Chatham's Labyrinth Focus Of Workshop, Two-day Training Session

By: Ellen Chahey

Chatham's labyrinth in Chase Park. DON MOORE PHOTO

 

CHATHAM – Chatham’s labyrinth at Chase Park, a gift from the town’s seven churches and its clergy association five years ago, centers many people with its gentle invitation to walk its path as a form of meditation and prayer. And now it’s about to take center stage as the focus of a workshop led by one of the world’s labyrinth experts.

On June 17, Dr. Lauren Artress of California, an ordained Episcopal priest, spiritual director, and marriage and family therapist, will be in town to conduct a daylong workshop on the theme “EarthRise: Co-creating a More Peaceful Planet, One Step at a Time,” followed by a two-day training for those who would like to become facilitators, or guides, for people who want to know more about walking the labyrinth.

Artress has just returned from one of her twice-a-year trips to the cathedral of Chartres, France, site of one of the classic medieval labyrinths where she prays and studies. (Some European people in the Middle Ages walked the labyrinth as a symbolic pilgrimage to the Holy Land; Artress has selected “Earthrise” as her theme because of the iconic photograph of Earth as seen by astronauts.)

A labyrinth is a path arranged to carefully planned proportions fitted within a circle. Because it guides the walker safely into its center and out again, it is not the same as a maze, which is a puzzle meant to confuse walkers with tricks and dead ends. The Chatham labyrinth is a replica of the one at Chartres, a cathedral built in 1200.

The Chase Park labyrinth came to town in 2012 as a direct result of the 300th anniversary theme, “Find Your Way in Chatham.” The Rev. Anne Bonney, a member of the clergy association, had her first encounter with a labyrinth when, on a sabbatical in 1999 to learn about contemplation, she studied at several places including Chartres, which coincidentally was having a festival to celebrate the labyrinth.

Something about walking the labyrinth “drew me in,” she said, including the way the colors from the stained glass windows fell on the floor where the labyrinth is laid out. So it came to mind when the clergy were looking for “a spiritual gift to give” on the 300th anniversary of the town, and it became the group’s unanimous choice.

Then someone suggested Chase Park as a location, Bonney saw it as “the perfect place.” The clergy association presented their idea to the park and recreation commissioners, who were so enthusiastic that they even offered to clear the land. The selectmen, despite some concern about future maintenance and other objections, gave their unanimous approval. Since then, Bonney said, the labyrinth has attracted donations from First Night Chatham, other fundraisers, and anonymous donors. The labyrinth “has an energy to itself…it can tell you a lot about how you move through your life.”

Artress, the visiting teacher from California, had her own first experience with a labyrinth “many years ago” when she walked an “informal, painted” one at a conference she attended. She was attracted to the experience, and knew of the one at Chartres, which she decided to visit.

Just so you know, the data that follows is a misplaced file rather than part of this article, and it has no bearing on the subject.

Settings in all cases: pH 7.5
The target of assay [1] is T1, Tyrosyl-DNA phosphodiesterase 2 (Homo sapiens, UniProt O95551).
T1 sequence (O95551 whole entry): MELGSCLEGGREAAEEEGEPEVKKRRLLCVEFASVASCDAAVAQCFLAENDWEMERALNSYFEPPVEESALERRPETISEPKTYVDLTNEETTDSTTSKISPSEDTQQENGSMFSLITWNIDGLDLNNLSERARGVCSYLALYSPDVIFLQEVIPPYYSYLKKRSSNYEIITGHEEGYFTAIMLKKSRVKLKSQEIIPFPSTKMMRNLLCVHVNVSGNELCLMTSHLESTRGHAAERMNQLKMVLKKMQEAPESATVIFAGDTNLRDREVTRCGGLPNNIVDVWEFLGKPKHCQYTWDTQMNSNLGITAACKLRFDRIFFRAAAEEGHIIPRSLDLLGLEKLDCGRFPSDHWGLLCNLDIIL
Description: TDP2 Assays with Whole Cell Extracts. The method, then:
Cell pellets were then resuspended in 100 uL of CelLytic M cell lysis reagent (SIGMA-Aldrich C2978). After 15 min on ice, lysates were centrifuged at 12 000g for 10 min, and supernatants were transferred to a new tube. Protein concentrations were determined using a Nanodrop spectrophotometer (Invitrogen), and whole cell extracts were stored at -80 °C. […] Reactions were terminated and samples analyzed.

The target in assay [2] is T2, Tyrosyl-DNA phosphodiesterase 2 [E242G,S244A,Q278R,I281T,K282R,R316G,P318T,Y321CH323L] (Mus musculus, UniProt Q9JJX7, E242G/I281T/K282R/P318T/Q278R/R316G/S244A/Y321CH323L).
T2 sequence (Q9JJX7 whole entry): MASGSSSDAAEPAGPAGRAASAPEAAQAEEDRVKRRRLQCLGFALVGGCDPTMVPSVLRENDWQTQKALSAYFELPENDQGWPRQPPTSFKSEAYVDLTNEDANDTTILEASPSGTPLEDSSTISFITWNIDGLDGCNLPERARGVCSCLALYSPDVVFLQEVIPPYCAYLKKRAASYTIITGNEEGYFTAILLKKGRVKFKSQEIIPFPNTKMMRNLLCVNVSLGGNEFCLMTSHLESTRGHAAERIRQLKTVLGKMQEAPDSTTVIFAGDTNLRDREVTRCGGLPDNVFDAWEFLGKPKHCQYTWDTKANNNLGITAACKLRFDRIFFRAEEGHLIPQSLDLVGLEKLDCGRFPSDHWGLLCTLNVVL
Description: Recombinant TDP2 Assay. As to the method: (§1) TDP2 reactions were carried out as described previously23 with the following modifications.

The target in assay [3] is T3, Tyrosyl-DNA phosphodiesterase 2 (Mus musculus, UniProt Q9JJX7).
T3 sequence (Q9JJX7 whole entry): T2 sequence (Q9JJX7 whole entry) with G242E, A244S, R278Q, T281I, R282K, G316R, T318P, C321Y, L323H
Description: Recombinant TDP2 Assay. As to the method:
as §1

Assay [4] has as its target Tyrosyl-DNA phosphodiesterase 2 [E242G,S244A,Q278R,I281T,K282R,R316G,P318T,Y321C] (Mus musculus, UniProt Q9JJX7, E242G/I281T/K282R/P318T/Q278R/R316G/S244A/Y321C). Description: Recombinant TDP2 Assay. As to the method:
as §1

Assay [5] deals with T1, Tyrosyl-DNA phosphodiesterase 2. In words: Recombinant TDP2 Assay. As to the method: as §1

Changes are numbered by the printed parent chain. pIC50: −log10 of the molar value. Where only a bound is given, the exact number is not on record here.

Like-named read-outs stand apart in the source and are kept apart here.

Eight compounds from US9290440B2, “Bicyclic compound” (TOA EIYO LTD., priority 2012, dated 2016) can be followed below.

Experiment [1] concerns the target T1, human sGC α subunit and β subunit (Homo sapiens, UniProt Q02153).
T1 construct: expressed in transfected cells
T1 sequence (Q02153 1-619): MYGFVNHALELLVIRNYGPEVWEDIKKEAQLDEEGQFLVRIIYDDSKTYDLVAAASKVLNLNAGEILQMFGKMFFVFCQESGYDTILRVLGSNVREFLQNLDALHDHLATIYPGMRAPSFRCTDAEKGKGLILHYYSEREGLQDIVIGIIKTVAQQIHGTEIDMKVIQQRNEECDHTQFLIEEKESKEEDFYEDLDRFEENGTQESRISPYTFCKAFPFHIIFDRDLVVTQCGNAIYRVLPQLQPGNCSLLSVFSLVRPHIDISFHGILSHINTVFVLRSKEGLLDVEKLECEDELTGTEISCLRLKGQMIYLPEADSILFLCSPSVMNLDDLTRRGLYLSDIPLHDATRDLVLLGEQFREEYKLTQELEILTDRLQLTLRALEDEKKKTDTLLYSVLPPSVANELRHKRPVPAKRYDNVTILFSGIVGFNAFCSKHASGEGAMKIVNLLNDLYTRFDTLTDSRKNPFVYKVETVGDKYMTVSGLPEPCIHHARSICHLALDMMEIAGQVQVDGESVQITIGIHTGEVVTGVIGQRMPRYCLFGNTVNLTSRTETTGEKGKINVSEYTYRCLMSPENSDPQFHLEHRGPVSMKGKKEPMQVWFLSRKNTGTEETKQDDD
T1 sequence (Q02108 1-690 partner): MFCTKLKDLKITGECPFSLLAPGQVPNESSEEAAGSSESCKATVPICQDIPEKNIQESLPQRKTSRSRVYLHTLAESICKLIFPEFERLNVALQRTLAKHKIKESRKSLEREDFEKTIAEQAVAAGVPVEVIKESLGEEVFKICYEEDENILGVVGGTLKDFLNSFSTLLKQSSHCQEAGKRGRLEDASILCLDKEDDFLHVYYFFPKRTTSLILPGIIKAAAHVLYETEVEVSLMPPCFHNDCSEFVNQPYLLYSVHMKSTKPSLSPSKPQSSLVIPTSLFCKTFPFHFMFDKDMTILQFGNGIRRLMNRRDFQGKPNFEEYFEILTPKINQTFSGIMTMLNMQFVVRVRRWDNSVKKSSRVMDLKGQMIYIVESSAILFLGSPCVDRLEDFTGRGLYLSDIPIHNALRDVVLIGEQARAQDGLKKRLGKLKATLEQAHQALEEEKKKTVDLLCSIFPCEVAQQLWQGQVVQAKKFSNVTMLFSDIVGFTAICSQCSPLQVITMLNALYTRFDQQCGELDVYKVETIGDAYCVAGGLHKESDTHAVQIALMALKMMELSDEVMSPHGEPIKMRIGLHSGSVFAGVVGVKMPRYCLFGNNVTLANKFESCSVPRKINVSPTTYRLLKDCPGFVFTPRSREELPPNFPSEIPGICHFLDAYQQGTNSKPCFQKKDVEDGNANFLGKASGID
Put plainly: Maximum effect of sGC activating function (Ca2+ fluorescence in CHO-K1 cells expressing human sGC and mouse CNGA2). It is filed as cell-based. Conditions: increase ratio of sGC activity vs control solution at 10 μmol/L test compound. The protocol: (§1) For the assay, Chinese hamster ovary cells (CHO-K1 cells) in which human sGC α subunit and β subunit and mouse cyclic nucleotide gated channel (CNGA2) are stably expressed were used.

At that time, in the early 1990s, the Chartres labyrinth had fallen out of favor and had been closed for walking for “250 to 300 years,” she said, explaining that “you had to move the chairs set on it to use it.” But, as the pastor in charge of spiritual care at Grace Cathedral in San Francisco, where the AIDS crisis was peaking, Artress said that she recognized the labyrinth as “a pastoral tool that stays in the non-verbal” as people dealt with sickness, death, and grief. She came to the Cape to bless the Chase Park labyrinth on its opening day in July 2012.

The Grace Cathedral’s labyrinth opened on New Year’s Eve of l991-92. Since then, it has been counted as one of about 6,500 around the world in 80 countries, with about 4,000 in the United States.

It’s the symmetrical proportions of the labyrinth and the gentle guidance it gives to the walk that are thought to make it effective in encouraging intuition and a sense of harmony and energy. The Chatham specimen measures 44 feet in diameter, with a 16-inch-wide path. A full walk around it equals a third of a mile.

Artress’s non-profit organization, Veriditas (a word that means “greening”), offers on its website a worldwide labyrinth locator, compiled through its network of trained people.

Pilgrim’s Landing is is coordinating the event with Veriditas. They offer labyrinth walks – some centered on natural events such as solstices or holidays such as Thanksgiving – children’s and youth activities centered around the labyrinth, print and media resources, and educational programs.

“It’s in a public park, so everybody can own it,” said Danielle Tolley, executive director of Pilgrim’s Landing, and whose mother-in-law, Dawn Tolley, and Rev. Bonney had spearheaded interest in a Chatham labyrinth. The labyrinth workshop – or even just a simple walk – is an opportunity, said Tolley, to “open your heart and receive guidance on the questions that we’re living with, right here in our own beautiful back yard.”

The fee for the June 17 workshop is $175, including lunch and snacks. Most of it will be held at Pilgrim’s Landing at the Munson Meeting complex, with a walk at the labyrinth, weather permitting. The workshop is a prerequisite for those who want to move on to the two-day facilitator workshop ($700, including materials).

More information is available from Pilgrim’s Landing, 508-945-1304 or pilgrimslandingcapecod.com, or through the national Veriditas organization, 707-283-0373 or veriditas.org.